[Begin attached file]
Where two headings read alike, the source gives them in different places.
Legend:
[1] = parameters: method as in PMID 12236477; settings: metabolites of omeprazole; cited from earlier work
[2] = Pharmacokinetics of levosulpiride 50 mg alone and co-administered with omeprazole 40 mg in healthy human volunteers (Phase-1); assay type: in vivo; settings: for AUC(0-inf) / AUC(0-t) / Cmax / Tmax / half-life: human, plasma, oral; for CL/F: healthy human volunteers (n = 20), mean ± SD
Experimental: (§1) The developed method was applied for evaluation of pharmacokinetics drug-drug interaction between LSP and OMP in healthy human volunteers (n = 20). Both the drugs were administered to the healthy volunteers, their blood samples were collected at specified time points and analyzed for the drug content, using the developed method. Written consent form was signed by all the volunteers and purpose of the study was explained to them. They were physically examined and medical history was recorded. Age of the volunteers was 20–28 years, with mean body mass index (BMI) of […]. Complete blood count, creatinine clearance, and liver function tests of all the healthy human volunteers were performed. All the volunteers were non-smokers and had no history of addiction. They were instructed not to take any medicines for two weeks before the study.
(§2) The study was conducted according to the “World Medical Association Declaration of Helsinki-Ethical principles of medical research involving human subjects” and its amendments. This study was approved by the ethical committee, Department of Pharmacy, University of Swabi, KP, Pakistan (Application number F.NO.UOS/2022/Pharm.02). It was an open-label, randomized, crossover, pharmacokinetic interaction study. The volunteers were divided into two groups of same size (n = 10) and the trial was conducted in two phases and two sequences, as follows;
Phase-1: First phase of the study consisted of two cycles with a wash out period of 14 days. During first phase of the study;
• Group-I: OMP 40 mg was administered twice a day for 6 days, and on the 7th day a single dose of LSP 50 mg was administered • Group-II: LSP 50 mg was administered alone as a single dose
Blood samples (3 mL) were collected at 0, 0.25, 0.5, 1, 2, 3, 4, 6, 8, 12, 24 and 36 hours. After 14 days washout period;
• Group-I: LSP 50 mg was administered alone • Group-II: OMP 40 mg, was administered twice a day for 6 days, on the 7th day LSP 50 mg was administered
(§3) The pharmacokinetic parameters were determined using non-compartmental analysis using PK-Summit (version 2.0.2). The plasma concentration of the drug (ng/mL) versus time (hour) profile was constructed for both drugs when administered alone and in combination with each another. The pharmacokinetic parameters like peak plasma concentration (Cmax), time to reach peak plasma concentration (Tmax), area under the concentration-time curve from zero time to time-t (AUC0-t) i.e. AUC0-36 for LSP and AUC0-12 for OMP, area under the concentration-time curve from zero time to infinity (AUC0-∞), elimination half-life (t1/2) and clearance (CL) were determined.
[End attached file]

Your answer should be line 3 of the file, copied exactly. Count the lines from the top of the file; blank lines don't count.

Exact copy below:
[1] = parameters: method as in PMID 12236477; settings: metabolites of omeprazole; cited from earlier work